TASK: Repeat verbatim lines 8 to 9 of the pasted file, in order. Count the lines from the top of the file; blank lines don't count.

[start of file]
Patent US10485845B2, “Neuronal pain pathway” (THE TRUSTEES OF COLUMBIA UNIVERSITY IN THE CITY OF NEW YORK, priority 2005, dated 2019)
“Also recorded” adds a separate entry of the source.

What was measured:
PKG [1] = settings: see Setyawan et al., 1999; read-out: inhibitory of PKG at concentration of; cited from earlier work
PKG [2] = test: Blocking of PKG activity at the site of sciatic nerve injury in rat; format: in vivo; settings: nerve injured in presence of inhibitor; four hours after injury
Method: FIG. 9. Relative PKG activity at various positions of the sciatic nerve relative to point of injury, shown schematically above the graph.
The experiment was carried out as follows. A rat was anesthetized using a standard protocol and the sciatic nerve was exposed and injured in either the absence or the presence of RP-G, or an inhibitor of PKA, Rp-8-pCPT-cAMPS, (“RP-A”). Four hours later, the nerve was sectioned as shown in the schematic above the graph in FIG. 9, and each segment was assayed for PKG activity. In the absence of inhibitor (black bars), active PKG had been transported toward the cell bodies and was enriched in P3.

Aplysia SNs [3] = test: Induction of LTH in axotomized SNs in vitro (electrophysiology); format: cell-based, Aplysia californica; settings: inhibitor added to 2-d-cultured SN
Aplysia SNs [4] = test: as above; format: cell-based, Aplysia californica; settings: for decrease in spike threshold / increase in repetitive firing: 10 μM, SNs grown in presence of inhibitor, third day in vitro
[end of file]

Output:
Aplysia SNs [3] = test: Induction of LTH in axotomized SNs in vitro (electrophysiology); format: cell-based, Aplysia californica; settings: inhibitor added to 2-d-cultured SN
Aplysia SNs [4] = test: as above; format: cell-based, Aplysia californica; settings: for decrease in spike threshold / increase in repetitive firing: 10 μM, SNs grown in presence of inhibitor, third day in vitro